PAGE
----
Last month, USA TODAY publisher David Hunke told us to expect a e-Edition of the paper on August 3. Today, the paper officially announced the launch of a new digital version of the nation’s top-selling newspaper, along with their first-ever weekend paper.
The new Saturday-Sunday edition will be called USA TODAY EXTRA and will be available only to subscribers of the paper’s digital or print versions.
“USA TODAY is perfectly modeled to suit all the new and emerging technologies we are seeing in the marketplace,” Hunke said in a release. “We’re very pleased to be able to bring the e-Edition to our readers and we will continue to look for new platforms to grow on.”
The e-Edition will be offered through two introductory subscription prices. Subscribers can either purchase a $99, 52-week digital subscription or pay $9.95 an eight-week trial subscription with the option to renew for $9.95 every four weeks.
The news comes one day after a New York Times article about USA TODAY‘s publisher Gannett Co.’s payments to laid off employees. Earlier this month, Gannett cut about 1,400 jobs from its U.S. Community Publishing division, which includes 80+ daily newspapers.
According to the Times’ article, Gannett is not paying traditional severance to its employees but instead offering to pay the difference between state-funded unemployment checks and employees’ Gannett paychecks. Former employees will be eligible to receive their payments from the company for a length of time corresponding to the time worked at the company — three years or less receive three weeks; four through 25 years receive the number of weeks corresponding to the number of years worked; and 26 years or more of service will net former employees 36 weeks of the payment benefit.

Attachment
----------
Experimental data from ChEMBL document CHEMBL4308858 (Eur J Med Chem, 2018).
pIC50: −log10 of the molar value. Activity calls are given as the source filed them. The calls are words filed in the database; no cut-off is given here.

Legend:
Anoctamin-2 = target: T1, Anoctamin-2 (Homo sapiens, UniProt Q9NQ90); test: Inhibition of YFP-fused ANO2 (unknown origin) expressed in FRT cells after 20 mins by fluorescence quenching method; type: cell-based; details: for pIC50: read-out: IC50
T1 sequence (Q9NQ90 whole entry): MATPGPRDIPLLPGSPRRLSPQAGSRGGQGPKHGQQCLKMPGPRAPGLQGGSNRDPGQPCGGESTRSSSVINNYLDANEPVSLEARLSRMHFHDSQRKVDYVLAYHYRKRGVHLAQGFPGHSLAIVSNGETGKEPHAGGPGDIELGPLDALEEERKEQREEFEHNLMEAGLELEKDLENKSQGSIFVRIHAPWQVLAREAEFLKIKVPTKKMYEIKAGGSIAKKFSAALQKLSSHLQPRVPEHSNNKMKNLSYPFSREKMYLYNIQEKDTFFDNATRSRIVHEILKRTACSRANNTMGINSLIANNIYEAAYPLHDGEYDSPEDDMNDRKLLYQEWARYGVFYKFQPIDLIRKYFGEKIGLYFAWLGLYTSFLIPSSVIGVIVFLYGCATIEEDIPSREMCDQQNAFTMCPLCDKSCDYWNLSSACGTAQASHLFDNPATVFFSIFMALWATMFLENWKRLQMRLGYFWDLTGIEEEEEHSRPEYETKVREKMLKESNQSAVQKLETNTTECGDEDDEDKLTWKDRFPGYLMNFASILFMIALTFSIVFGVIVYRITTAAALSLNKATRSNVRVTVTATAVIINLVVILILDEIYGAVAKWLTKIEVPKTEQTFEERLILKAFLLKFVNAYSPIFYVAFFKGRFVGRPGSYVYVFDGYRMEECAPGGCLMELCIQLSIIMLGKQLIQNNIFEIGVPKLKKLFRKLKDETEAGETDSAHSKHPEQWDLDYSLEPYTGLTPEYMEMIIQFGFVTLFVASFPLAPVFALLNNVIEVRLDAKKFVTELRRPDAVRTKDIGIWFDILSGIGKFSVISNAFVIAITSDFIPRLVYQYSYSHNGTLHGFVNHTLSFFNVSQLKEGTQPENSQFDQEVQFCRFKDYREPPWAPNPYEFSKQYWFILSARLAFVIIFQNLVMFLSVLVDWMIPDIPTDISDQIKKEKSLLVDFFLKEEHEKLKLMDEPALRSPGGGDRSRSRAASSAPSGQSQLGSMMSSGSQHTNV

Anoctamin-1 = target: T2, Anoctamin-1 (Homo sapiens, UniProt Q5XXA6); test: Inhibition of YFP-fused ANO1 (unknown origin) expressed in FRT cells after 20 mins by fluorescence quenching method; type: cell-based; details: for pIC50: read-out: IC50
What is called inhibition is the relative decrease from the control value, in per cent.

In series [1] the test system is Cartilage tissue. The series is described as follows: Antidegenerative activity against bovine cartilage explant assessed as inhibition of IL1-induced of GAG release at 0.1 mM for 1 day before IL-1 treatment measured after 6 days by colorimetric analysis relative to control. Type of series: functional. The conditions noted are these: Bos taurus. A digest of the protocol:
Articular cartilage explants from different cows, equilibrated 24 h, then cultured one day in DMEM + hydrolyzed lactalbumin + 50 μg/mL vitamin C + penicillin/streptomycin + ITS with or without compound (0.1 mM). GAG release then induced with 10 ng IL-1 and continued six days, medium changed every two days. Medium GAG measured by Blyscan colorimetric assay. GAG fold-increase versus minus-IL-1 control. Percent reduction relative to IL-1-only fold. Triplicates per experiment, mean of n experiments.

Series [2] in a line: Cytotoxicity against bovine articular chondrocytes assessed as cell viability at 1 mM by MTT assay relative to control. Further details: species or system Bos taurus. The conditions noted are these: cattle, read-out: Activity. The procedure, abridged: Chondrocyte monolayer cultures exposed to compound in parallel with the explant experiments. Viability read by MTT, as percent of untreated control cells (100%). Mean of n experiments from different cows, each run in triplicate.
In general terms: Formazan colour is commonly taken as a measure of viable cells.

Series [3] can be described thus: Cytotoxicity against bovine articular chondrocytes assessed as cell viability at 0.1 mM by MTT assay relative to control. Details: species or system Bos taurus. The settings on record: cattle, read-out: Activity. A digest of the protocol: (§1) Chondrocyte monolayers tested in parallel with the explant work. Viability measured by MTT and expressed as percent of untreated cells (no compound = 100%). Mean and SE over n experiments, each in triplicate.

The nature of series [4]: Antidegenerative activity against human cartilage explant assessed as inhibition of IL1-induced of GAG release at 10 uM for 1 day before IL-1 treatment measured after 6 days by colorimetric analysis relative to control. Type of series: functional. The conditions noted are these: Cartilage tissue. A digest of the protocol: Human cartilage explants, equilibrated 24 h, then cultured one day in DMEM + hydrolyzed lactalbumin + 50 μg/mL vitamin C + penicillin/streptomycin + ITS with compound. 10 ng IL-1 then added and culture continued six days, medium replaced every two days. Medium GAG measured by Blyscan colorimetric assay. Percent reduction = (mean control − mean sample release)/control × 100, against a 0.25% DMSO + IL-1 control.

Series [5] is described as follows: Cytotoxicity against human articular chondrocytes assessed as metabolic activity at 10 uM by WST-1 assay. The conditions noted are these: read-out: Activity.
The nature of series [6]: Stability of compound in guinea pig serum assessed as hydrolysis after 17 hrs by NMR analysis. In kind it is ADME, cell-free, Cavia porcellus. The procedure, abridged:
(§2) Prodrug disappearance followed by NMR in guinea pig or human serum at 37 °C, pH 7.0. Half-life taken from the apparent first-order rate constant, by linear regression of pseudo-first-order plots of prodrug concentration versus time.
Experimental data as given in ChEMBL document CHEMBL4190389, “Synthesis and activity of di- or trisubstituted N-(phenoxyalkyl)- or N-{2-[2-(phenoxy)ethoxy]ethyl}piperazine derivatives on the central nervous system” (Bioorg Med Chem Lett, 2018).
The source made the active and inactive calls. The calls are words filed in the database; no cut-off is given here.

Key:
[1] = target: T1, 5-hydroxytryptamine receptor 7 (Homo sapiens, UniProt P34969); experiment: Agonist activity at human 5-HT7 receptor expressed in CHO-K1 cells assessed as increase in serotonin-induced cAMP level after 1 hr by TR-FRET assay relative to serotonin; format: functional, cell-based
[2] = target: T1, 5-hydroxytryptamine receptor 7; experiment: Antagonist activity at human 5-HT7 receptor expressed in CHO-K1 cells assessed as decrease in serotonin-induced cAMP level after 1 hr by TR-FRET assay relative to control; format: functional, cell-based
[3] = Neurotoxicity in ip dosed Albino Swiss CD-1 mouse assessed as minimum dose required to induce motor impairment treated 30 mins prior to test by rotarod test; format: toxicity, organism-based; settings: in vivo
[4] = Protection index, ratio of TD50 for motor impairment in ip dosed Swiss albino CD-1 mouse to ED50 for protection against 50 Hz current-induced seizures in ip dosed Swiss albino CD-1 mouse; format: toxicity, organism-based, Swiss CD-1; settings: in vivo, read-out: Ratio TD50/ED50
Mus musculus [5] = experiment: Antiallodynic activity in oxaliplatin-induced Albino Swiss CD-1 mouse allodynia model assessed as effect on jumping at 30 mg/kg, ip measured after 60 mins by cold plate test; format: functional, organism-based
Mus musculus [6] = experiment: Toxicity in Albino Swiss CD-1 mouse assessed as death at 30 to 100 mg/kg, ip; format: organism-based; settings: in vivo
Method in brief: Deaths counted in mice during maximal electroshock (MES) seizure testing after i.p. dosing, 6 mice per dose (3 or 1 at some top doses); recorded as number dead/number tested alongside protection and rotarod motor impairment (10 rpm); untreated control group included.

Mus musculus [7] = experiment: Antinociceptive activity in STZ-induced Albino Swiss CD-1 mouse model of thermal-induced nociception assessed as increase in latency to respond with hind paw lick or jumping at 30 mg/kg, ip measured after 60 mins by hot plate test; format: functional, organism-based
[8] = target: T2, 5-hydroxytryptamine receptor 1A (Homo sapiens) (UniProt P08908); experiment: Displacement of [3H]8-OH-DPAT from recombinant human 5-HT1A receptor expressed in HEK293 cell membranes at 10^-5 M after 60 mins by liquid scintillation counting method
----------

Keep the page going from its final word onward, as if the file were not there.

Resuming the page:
However, employees who do not qualify for state unemployment will not receive Gannett checks, diminishing the incentive to look for new jobs.
Gannett says it’s a cost-cutting measure, so we’ll see if any other companies begin to follow suit over the next few months. If you qualify for the payments from Gannett, it’s actually a better deal, since severance is subject to Medicare and Social Security taxes and state unemployment payments are not. Also, the payments are made weekly, as opposed to one bulk sum severance check, which could also cut the amount of taxes taken out.
If you’re one of the Gannett staffers going through this, we’d love to hear your story. Leave a comment below or send us an email.